What I love most about Gaitskill's writing is how very TRUE it feels. Her descriptions and situations are never idealized or glossy - everything is gritty and sharp and blatant, even when that means overtly sexual or disgusting or what many people would consider devient or perverted.
Of the 10 stories, I very much enjoyed 7 of them. Mirror Ball really spoke to me - I was fascinated by the way Gaitskill anthropomorphized the soul to explain what it's like to be utterly altered by someone you meet without understanding why or how it happened. The Arms and Legs of the Lake says so much about the cost of war to those who return. The final story, Don't Cry, juxtaposes different types of struggle - the struggle of war, the struggle of grief when you lose your spouse, and the struggle of trying to achieve something that seems impossible.
The choice of Don't Cry as the overall title of the collection was a good one. Each story very much speaks to the need for great inner strength. Only in Don't Cry, does a character break down, let go, and cry.
Themes: women, relationships, sex, turmoil, souls and soul-speak, writing, aging, grief, death (of a partner, in particular), inner strength...more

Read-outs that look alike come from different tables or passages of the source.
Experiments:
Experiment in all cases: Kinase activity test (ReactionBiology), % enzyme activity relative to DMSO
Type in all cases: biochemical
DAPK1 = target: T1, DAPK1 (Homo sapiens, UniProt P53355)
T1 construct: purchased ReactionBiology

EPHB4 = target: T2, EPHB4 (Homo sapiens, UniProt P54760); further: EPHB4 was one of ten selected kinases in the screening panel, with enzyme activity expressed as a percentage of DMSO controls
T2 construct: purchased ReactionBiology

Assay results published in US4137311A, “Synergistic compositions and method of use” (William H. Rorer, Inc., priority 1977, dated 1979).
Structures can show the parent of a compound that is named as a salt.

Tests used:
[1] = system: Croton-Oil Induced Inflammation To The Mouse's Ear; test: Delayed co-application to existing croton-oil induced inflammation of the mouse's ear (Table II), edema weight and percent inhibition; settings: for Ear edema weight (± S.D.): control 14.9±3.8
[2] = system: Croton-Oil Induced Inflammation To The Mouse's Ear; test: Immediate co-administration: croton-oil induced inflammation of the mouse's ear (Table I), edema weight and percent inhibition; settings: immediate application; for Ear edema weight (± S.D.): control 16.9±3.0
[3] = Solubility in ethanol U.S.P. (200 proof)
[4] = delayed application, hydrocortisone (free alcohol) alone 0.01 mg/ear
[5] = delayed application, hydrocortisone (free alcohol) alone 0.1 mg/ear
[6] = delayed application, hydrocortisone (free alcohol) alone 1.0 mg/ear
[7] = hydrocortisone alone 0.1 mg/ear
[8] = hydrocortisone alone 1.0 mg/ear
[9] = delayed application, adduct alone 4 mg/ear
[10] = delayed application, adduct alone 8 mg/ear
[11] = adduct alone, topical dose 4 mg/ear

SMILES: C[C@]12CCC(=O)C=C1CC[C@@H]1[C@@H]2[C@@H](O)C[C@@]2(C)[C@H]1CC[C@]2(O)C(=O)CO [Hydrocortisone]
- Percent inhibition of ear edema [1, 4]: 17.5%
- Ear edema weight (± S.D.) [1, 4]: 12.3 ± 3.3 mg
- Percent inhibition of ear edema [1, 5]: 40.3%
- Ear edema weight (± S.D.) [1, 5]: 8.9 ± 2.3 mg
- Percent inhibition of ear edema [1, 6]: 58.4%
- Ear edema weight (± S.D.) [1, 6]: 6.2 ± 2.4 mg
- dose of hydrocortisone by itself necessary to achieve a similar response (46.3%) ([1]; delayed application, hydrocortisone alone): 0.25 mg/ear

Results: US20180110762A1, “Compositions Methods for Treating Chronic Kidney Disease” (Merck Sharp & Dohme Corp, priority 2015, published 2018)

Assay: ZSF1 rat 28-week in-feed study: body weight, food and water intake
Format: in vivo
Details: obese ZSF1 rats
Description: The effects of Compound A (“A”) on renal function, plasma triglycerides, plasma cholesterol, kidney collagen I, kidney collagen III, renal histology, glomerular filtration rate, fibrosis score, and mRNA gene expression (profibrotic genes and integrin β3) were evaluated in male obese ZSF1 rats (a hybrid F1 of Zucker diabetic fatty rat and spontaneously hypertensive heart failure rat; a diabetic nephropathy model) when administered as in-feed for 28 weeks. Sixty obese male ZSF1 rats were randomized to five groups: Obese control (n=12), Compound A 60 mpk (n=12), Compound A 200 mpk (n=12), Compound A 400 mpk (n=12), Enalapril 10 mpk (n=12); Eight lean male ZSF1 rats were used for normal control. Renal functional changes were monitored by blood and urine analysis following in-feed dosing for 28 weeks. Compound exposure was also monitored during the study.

After all the Proust (not to mention a fabulous novel by Woolf) that I've been reading lately, I felt a little smacked upside the head by the heavy-haAfter all the Proust (not to mention a fabulous novel by Woolf) that I've been reading lately, I felt a little smacked upside the head by the heavy-handedness and predictability that tends to come with a contemporary first novel. The gun was an tragedy waiting to happen the moment it appeared, and Lystra even teases the reader with it on a few occasions (he pulls it out at least three times). Also, when we're in Danny's heads, many sentences started with "and then I thought..." which bothered me after a while, though it would perhaps be the way a 14-year-old would tell a story after the fact.
As far as the main character and the setting though, Lystra did a wonderful job. Danny is a very realistic and sensitive 14-year-old and his coming of age felt very real. The northern Michigan setting is gorgeous and, as a major snowstorm falls during the climax, effective. Imagining myself in Danny's place was not difficult, and his discoveries about sex and love and the way life works were authentic, if nothing new to me.
I would definitely read a second novel by Lystra.
Themes: coming of age, sex, love, relationships, teenage pregnancy, life and death, lying, Northern Michigan, 1950s, math, youth, social stereotypes, friendship...more